In 1967 the Moroccan writer and filmmaker Ahmed Bouanani contracted tuberculosis and was confined for six months in the Moulay Youssef Hospital in Rabat. In 1990 he published a novel, The Hospital. In the first lines, its unnamed narrator tells us, “When I walked through the iron gate of the hospital, I must have still been alive. At least that’s what I believed since I could smell the scents of a city on my skin, a city that I would never see again.”
The hospital of Bouanani’s novel is part sanatorium, part purgatory, part prison. It anticipates the wave of prison memoirs that by the late 1990s would mark the end of Morocco’s infamous, repressive “years of lead.” Yet it also differs from them: Bouanani was not a political prisoner, although he knew several; the torments the hospital’s residents suffer are largely metaphysical, stemming from their own sense of dread and futility. “It is harder and harder for me to think of the world outside,” Bouanani wrote in a tender letter to his wife during his stay in the hospital. “I take refuge in dreams, in the night.” In his novel, he took inspiration from the deadly ennui and disorientation of his days in quarantine. But he turned the hospital into a larger metaphor, a sad and surreal place whose residents don’t have the means or the will to leave. The Hospital is a melancholy, hallucinatory, biting meditation on a sick country languishing under the rule of King Hassan II.
Bouanani, who died in 2011, was a prolific artist whose work was constantly censored, stifled, sidelined, ignored, or damaged, by men and sometimes by natural catastrophe. In his lifetime he published only The Hospital and three slim poetry collections, and made one feature-length film—and even that was almost entirely lost. His work, which was always deeply concerned with the question of memory, both personal and national, has been rescued from near oblivion in recent years by the efforts of a small circle of admirers and the dedication of a surviving daughter. Now The Hospital and a collection of his poems (combining two original volumes), The Shutters, have been translated from the French, and are available in English for the first time.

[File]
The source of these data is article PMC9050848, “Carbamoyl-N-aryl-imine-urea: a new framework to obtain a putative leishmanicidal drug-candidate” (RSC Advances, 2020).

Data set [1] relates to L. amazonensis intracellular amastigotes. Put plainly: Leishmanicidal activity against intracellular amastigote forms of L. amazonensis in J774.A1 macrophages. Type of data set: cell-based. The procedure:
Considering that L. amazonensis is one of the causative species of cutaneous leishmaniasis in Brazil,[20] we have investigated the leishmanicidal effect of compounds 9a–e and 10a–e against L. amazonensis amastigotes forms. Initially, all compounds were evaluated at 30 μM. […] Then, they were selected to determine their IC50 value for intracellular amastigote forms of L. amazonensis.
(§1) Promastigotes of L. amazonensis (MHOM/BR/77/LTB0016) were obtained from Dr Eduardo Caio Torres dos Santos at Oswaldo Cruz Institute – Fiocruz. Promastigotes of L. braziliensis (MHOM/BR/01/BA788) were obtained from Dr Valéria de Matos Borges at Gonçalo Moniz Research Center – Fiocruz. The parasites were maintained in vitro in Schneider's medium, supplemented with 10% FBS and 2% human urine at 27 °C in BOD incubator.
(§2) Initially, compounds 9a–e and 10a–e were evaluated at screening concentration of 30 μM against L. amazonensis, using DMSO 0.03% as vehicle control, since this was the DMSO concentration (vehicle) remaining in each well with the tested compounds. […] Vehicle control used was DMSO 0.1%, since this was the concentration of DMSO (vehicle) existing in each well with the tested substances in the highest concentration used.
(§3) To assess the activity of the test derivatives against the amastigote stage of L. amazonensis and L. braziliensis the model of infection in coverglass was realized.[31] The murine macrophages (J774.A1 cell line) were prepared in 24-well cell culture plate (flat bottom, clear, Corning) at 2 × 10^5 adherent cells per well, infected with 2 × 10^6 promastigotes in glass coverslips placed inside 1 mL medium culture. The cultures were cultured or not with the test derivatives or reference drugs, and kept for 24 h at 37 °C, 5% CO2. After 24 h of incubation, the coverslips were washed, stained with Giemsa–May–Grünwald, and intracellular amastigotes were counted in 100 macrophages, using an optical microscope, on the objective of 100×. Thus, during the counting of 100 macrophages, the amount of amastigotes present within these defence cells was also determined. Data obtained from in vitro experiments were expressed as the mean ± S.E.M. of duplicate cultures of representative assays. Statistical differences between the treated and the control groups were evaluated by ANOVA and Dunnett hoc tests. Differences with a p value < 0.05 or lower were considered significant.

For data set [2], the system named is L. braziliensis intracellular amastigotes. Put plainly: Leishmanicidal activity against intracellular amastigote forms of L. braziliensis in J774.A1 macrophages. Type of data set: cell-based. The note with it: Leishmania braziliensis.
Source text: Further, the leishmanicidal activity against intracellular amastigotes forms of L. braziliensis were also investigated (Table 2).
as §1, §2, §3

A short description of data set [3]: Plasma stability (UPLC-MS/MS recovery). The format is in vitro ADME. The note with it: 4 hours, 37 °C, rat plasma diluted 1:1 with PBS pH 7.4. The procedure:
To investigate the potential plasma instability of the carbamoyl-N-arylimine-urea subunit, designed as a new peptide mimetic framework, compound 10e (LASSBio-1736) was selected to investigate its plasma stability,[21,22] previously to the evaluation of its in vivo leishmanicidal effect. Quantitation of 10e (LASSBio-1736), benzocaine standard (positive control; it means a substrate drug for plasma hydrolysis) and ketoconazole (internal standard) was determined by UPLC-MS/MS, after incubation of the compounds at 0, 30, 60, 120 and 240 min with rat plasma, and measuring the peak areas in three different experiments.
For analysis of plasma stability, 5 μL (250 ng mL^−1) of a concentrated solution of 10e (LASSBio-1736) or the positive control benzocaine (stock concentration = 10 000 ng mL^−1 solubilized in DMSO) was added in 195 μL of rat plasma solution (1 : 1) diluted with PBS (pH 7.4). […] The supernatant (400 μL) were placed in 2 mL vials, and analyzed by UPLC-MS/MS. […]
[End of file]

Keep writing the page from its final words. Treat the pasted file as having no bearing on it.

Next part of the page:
Bouanani was born in 1938 in Casablanca. The Shutters takes its title from the shutters of the rambling family home through which he once peered at the world. In this collection he vividly evokes the landscape of his war-torn childhood, often in prose poems:
Near the hairdresser’s, Abdallah-Al-Ariane secretly sells kif he stashes in a hidden drawer under his stool, safe from the eyes of the police. Bousbir’s tenants chew gum and hum Egyptian songs. Kids collect trash from the stream at Derb Al Kabir and hastily draw swastikas on the sidewalk. In the Houfra neighborhood, firefighters pull the cadaver…
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